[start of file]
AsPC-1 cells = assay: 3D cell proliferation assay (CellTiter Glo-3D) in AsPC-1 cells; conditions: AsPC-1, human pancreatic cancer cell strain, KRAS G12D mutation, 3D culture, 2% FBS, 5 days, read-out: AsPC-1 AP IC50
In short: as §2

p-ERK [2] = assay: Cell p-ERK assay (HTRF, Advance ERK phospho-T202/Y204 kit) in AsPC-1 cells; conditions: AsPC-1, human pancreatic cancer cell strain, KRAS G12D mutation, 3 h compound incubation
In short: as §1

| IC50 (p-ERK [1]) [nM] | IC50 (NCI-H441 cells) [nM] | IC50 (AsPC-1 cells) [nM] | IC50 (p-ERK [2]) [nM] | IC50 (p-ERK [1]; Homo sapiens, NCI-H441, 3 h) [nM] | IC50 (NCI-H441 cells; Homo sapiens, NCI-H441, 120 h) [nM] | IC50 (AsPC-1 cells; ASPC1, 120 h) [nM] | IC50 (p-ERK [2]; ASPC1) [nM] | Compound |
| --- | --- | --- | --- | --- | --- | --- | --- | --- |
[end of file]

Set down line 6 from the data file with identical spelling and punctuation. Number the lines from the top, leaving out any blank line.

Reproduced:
| --- | --- | --- | --- | --- | --- | --- | --- | --- |